Republicans have dominated the Missouri General Assembly for more than a decade. But for the last four years, the threat of a veto by Gov. Jay Nixon, a Democrat, helped balance the scales.
When bills passed that the governor didn’t like, he pulled out the veto pen. Only twice was he overturned. At times, all he had to do was hint at a veto to stop legislation in its tracks or force lawmakers to make changes.
That could be a thing of the past.
And the Missouri Chamber of Commerce and Industry couldn’t be more pleased.
Missouri Republicans pulled off a historic feat on Election Day, amassing a two-thirds supermajority in both legislative chambers, enough to override any gubernatorial veto.
Just one day after voters got their say at the ballot box, House Speaker Tim Jones explained the new dynamic, as he saw it.
“The governor will need to understand the importance of true, actual negotiation during the legislative process,” Jones, a Eureka Republican, said in prepared remarks Wednesday. “The checkmate that he possesses in the form of a veto is now equaled by the overwhelming numbers that we have in the House and Senate.”
He was joined by House Majority Leader John Diehl, who spoke with bravado Tuesday.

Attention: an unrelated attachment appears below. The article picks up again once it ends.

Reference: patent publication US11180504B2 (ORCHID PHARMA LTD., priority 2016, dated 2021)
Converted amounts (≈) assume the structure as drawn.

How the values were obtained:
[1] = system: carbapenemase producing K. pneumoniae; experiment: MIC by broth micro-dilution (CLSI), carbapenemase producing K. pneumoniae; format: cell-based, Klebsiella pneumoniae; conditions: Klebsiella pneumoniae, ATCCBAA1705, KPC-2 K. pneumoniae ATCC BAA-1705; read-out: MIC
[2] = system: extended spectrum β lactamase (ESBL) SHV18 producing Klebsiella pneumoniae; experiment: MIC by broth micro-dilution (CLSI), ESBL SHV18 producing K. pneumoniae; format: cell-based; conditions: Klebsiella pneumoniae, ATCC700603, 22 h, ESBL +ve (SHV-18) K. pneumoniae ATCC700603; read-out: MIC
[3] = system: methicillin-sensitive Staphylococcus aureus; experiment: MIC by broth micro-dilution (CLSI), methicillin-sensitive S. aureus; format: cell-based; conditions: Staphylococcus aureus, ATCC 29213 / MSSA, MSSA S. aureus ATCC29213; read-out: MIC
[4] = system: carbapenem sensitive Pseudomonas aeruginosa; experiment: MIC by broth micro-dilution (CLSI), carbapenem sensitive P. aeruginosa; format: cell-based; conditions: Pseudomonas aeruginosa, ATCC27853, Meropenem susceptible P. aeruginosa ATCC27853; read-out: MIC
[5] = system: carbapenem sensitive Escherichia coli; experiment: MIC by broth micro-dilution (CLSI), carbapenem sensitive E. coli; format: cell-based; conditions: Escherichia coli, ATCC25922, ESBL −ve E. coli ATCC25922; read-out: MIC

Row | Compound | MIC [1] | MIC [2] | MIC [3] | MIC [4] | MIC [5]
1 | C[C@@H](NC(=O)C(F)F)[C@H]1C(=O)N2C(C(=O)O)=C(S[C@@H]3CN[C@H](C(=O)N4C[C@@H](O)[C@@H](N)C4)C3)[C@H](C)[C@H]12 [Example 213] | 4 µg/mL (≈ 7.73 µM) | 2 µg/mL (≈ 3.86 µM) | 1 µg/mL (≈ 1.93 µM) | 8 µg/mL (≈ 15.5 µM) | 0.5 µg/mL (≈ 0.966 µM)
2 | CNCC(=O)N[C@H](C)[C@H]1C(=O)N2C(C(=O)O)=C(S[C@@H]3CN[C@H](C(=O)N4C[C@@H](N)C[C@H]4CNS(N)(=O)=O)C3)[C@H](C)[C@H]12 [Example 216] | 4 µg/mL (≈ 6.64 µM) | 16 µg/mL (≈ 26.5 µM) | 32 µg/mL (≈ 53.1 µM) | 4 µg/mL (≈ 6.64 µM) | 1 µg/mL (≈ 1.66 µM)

“We’re going to take advantage of our new numbers,” the St. Louis area Republican said. “Voters sent a pretty clear message that the legislature is going to have a significant say over what happens in this state over the next couple of years.”
Nixon scoffed at the idea that he would have to change the way he has worked with the legislature, saying he has always focused on working across the political aisle. He added that he has a political mandate of his own as the first Missouri governor to win re-election since Mel Carnahan in 1996.
And his victory wasn’t close. He cruised past his Republican opponent by more than 300,000 votes.
“The thing about being governor is that every politician that you see, you can start the discussion by saying all of your constituents are my constituents,” Nixon said. “I am not dividing the state and leaving out certain segments.”
Steve Glorioso, a longtime Democratic political consultant, said his party has lost so many seats that it “may not be able to recapture the legislature for a generation.”
“But it doesn’t make Gov. Nixon completely impotent,” Glorioso said. “It certainly gives Republicans more leverage, but they should also understand that the public tends to punish ideologues and reward those who are willing to compromise.”
On that much, veteran Republican strategist Jeff Roe agrees.
“The governor has not been marginalized,” Roe said. “It will force him to work with Republican legislators more closely instead of just vetoing things.”
Nixon, who ran a re-election campaign that emphasized bipartisanship, said the next two years won’t be much different from the previous four.
“The folks that use partisan differences as an excuse, that seems small to me,” he said.